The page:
Increase in special activation contribution

In early 2018, a special activation contribution was introduced for employers who exempt their employees (with or without reduced wages) from benefits in order to circumvent the SWT’s strict conditions. The contribution is due until the employee is permitted to retire. From the first quarter of 2023, the 18% and 16% rates will be increased to 20%. Consequently, these will be the percentages and minimum amounts from the first quarter of 2023*:

age at the beginning of the exemption benefits

percentage on wages (increased to 108% for manual workers)

minimum amount per quarter (euro)

< 55 years



>= 55 < 58 years



>= 58 < 60 years



>= 60 < 62 years



> = 62 years



Please note: if the employer owes this contribution for at least 10% of its employees, the contributions are increased by 25% (example: a 10% contribution increases to 12.5%).

*These percentages and minimum amounts are based on the text of the draft programme law. There is no date of entry into force in the text. Presumably, this change will take effect from the first quarter of 2023. According to the draft, no changes will be made to the minimum quarterly amount.

The possibility of granting (para)tax-advantaged copyrights is being reformed. In terms of taxation, several adjustments to the scheme will be made from 1 January 2023. For social security, the allowance will be exempt if it amounts to a maximum of 30% of the total salary.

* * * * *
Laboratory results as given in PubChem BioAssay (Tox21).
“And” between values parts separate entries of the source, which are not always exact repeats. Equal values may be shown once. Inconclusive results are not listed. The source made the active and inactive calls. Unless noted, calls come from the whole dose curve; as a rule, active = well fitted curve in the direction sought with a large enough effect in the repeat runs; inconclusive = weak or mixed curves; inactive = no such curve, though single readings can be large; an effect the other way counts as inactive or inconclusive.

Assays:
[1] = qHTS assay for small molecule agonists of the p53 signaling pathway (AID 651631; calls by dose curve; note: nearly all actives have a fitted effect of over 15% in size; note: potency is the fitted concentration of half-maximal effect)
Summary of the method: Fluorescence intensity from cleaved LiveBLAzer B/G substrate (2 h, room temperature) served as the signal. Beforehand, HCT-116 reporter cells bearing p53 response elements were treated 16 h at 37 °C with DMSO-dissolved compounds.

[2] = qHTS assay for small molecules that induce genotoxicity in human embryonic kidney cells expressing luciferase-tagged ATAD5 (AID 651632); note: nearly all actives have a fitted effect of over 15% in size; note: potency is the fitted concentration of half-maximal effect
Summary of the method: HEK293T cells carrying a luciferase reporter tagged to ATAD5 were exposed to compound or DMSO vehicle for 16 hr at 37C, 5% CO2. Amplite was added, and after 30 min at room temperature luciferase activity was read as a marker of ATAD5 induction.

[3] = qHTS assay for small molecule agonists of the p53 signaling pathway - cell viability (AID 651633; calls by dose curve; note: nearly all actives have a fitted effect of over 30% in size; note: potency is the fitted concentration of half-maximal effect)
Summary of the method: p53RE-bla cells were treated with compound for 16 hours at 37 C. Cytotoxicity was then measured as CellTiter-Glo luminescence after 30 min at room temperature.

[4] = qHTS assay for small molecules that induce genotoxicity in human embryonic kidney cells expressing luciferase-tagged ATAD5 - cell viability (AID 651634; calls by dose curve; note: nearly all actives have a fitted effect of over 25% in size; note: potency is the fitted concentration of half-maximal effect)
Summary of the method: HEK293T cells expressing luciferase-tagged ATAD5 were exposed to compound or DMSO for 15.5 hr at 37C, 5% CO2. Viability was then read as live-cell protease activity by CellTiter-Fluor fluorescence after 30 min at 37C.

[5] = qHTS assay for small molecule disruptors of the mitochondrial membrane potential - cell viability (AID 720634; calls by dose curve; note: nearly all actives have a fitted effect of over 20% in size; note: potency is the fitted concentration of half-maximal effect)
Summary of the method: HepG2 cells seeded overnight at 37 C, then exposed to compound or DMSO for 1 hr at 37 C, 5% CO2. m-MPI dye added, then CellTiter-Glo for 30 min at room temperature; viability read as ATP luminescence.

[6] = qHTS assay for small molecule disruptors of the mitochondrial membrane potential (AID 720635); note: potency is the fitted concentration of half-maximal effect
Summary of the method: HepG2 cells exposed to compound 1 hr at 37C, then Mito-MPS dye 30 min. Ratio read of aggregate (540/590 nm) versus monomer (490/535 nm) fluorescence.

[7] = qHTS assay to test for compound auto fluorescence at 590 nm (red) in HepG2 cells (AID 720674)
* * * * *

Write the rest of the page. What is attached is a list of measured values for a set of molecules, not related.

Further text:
Although the new copyright regime is scheduled to come into force on 1 January 2023, the government envisages a one-year transitional regime to give beneficiaries and debtors of copyright transfer or licensing income enough time to prepare for the new regime.

Unlawful payment of temporary unemployment benefits

During an audit, if the RVA found that an employer had applied the temporary unemployment benefits improperly, then - during the period from July to December 2022 - the employer was directed to repay the undue benefits. The employer must then still pay the employee's wages but from that amount may deduct the amount from the benefit the employee had already received through its payout institution. This measure will now be extended indefinitely.

Mandatory attendance recording for maintenance and/or cleaning activities

The programme law provides for mandatory attendance registration for maintenance and/or cleaning activities of of immovable property.

Thus, in the future, arrival and departure at the workplace must be registered and the obligation to register will be extended to all jobs (regardless of value) and to all natural persons (employees, self-employed, contractors ...) present at a workplace where maintenance and/or cleaning works are performed. The public and private sectors that have their premises maintained by their own cleaning staff are not subject to this registration requirement.

The purpose of this registration system is twofold. On the one hand, it is to improve workplace safety. On the other hand, this information will be used by inspectorates as part of the fight against undeclared work, bogus self-employment and exploitation.

However, further elaboration of this registration system is still to be done by Royal Decree at a later stage. Consequently, it is envisaged that these regulations will come into force on a date determined by Royal Decree but no later than 1 January 2024.

Extension of the scope of casual workers in funeral homes